- HJ-8 missile variants have seen considerable use in Syria by various forces. These missiles have been credited with taking out many modern MBTs in the civil war.
- The video below, from 2013, is a compilation of use of HJ-8 missile in Syrian Civil War.
(B.2) BGM-71 TOW-2A
- Tube Launched, Optically Tracked, Wire Guided or ‘TOW’ is the most famous of US anti-tank missiles and one which has been produced the most.
- It is a heavy anti-tank missile with the heaviest warhead amongst land-based anti-tank missiles. The missile weighs about 22 kgs with the whole firing post including the missile weighing close to 90 kg.
- Guidance is Semi-Automatic Command to Line of Sight (SACLOS) meaning the missile pilot has to keep tracking the target till impact. The guidance signals are transmitted through wires (wire-guided) or one-way secured radio-frequency link (RF). The RF-based guidance does not make the missile ‘fire & forget’. It simply replaces the wire as a medium of delivery guidance.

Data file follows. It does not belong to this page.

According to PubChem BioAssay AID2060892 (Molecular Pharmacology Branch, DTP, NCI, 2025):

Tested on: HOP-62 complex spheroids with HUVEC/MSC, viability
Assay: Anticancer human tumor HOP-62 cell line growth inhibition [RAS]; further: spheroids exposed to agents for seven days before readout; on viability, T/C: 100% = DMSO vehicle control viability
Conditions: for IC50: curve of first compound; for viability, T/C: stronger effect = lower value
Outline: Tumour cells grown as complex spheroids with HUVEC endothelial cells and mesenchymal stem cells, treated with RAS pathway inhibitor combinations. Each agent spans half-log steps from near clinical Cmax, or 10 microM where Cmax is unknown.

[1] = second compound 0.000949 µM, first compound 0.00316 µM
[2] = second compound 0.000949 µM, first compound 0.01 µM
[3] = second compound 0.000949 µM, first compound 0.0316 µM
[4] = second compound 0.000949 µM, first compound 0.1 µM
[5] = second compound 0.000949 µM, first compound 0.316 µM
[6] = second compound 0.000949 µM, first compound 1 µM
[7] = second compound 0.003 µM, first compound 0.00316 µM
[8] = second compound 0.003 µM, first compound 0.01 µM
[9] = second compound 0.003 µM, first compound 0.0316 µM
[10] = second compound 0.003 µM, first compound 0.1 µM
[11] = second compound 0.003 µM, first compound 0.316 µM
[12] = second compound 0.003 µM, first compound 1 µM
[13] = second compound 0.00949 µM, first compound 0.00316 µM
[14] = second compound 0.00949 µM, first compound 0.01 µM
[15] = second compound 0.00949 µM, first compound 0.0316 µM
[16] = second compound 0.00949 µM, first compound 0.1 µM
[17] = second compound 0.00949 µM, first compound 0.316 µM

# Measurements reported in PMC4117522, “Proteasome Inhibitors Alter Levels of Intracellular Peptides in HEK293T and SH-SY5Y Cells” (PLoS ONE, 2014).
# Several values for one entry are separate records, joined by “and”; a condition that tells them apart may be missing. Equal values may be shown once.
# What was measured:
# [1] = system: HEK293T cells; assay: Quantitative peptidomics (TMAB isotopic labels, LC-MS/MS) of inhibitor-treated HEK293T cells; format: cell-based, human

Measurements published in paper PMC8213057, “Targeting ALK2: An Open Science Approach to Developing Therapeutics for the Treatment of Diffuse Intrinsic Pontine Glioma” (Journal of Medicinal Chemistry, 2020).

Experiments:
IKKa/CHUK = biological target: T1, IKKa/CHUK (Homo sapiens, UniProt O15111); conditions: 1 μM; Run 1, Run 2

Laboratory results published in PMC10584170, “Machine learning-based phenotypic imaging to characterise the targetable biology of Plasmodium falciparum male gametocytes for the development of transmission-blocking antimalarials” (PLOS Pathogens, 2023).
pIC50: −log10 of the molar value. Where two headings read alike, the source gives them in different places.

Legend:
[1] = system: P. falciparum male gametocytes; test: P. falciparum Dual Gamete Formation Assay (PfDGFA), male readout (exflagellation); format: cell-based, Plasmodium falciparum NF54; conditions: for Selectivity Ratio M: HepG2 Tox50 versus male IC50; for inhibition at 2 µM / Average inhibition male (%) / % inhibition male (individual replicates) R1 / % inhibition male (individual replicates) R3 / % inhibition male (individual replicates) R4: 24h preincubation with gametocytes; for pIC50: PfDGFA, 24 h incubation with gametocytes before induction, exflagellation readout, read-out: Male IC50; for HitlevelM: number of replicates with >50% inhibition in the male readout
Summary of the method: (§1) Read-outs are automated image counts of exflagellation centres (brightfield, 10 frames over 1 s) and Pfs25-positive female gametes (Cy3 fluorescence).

- From its first version in the early 1970s, the missile and attached paraphernalia have undergone the continuous upgrade. At present, there are two main avatars of the missile, along with variants of these two dominant types. The details of the same are as follows:
Different versions of TOW missiles (TOW-2B ‘Aero’ is not shown):
TOW-2B ‘Aero’ – compare the front section with standard TOW-2B shown above.
Internal diagrams of TOW-2A and TOW-2B. TOW-2B ‘Aero’ differs from TOW-2B only in terms of the shape of front section. In case RF versions, the rear section of the missile has RF receiver instead of wire-dispenser
(picture source TOW-2A & 2B: army-technology.com. TOW-2B Aero-internet)
(B.2.1) Nos & Type in Pakistan Army
- As discussed earlier, Pakistan Army acquired various versions of BGM-71/TOW missiles in three tranches. These details of the order are as follows (Year of Order/Quantity/Usage):
- 1981 – 1,005 – To be used on AH-1 ‘Cobra’ helicopters and M-901 ITV
- 2004 – 2,007 – TOW-2A variant; to be used on AH-1 ‘Cobra’ helicopters